A critic once remarked that hip-hop choreographer Dr. Lorenzo “Rennie” Harris has “one foot in the streets and one foot on the stage.”
I shared this quote with Harris, who countered with: “Dance belongs wherever a person puts it.”
It’s a fitting philosophy for Harris, who, at age 53, is widely regarding as one of the most innovative minds in his field, reimagining and repurposing hip-hop choreography in a number of inventive contexts. His curriculum vitae is impressive, ranging from opening for LL Cool J as a teen, to staging a rap interpretation of “Romeo and Juliet.”
Now, the native Philadelphian and the dance troupe he has presided over for a quarter of a century, Rennie Harris Puremovement, will present “Straight Outta Philly” at Eisenhower Auditorium on Friday.
An encomium to their home, the show is a collaboration between RHPM and the Philadelphia Dance Company (Philadanco), helmed by the accomplished modern dance choreographer Joan Myers Brown.
“I’ve known ‘JB’ since I was a teenager,” Harris said with affection.
Harris and Brown’s rapport is reflective of Philadelphia’s African-American arts community. The city is huge, but the scene, especially in its storied R&B and rap circles, is close-knit and familial.
A walk through Harris’s neighborhood in the 1980s or ’90s would leave a music nerd’s head spinning.
“I’d see Musiq Soulchild coming around one corner; slap hands with him,” Harris said.
“Go around another corner — there’s Jill Scott! Will Smith’s younger sister danced in Puremovement’s female group for a while. You might have heard P!nk singing in a club on the weekends — she would come up (from the suburb Doylestown). We had all these faces that would go on to be famous, but at the time there was a very close sense of community. I think the community was strong because we all knew the music was dope.”
“Straight Outta Philly” sees RHPM and Philadanco using strong physicality and impressive footwork to examine social, political and economic concerns of not only Philadelphia, but urban areas as a whole. There’s even a detour to Harlem for Philadanco’s piece “A Movement for Five,” concerning the assault trial of the “Central Park Five” in the late 1980s.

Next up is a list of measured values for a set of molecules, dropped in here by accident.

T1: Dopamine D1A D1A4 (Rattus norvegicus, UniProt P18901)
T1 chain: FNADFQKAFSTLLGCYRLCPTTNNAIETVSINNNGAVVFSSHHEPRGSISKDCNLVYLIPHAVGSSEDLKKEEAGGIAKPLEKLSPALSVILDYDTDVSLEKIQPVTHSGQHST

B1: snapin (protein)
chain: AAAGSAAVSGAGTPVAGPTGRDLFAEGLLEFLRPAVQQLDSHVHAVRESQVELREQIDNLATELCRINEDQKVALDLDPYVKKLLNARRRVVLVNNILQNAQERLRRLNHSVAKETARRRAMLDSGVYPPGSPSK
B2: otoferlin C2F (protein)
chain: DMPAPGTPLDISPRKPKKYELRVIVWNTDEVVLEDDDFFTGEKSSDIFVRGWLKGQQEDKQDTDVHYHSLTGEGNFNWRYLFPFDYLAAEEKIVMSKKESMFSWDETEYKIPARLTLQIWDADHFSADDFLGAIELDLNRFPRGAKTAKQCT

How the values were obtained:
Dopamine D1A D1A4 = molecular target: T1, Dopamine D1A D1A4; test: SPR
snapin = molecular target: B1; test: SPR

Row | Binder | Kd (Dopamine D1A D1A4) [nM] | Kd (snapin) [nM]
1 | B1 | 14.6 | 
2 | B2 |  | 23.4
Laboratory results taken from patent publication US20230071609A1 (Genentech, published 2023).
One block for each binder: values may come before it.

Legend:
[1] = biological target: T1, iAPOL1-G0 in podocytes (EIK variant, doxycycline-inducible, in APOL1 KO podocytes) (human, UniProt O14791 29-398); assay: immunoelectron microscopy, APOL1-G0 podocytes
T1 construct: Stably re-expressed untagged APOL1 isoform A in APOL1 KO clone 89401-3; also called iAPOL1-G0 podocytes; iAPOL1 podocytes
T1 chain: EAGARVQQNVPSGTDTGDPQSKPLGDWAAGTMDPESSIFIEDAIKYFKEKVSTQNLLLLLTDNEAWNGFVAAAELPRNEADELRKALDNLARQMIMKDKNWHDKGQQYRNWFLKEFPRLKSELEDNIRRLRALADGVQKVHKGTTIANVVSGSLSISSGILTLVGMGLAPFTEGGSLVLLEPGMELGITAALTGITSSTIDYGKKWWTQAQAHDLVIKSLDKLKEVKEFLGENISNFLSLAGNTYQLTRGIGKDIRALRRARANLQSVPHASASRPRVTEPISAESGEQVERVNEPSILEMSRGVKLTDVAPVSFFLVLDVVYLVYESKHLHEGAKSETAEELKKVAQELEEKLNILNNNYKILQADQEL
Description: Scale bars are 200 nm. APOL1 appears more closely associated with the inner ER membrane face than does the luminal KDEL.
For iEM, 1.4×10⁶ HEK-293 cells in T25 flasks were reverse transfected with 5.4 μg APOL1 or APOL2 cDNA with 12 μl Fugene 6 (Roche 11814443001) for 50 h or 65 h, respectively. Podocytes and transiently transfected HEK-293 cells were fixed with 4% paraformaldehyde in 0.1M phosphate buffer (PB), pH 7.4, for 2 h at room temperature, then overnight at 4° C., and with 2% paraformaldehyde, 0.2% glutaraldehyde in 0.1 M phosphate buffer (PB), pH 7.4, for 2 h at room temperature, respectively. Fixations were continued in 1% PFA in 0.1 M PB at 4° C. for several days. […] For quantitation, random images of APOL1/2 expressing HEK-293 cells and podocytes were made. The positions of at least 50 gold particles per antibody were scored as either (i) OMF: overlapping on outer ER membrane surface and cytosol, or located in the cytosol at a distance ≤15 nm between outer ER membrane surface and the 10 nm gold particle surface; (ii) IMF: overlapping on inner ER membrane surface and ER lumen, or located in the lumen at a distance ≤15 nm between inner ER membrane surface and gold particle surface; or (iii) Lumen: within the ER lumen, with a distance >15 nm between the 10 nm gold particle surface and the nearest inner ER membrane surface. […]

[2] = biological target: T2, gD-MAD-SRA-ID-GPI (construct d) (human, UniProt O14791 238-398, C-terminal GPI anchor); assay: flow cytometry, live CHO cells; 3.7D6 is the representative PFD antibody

The themes are serious, though Harris reiterated that the intent is not to lecture, and welcomes different receptions to the troupes’ performance.
“I’m not interested in controlling art. I’m not interested in controlling sequences,” Harris explained.
“That’s what television does, that’s what Broadway films do. They tell the audience how to feel. I just try create an experience. I’m pulling from my creative core, then I’m moving through the space of what exactly to do with the art I make. People may see ‘Straight Outta Philly’ and they may be moved, they may be inspired. They may have the knowledge or the dance vocabulary identify the dancers’ exact steps and styles. And they may not, but that’s cool. Get whatever you’re supposed to get out of it.”
Harris said any style of dance can be a vehicle for communicating ideas, calling movement the “last manifestation of reality.”
“Movement is based on what a person physically does, as opposed to what they say or think. It is the final reflection of a human’s state of conscious. This is true of all dance. Ballet ... hip-hop ... all types.”
In tandem with “Straight Outta Philly,” Dawn Bazemore — former Philadanco dancer and creator of the aforementioned “Movement for Five” segment — will discuss the piece in a free lecture the afternoon of the performance at the Arts and Design Research Incubator in the Borland Building on Penn State’s main campus.
IF YOU GO
- What: “Straight Outta Philly”
- When: 7:30 p.m. Friday
- Where: Eisenhower Auditorium, University Park
- Info: www.cpa.psu.edu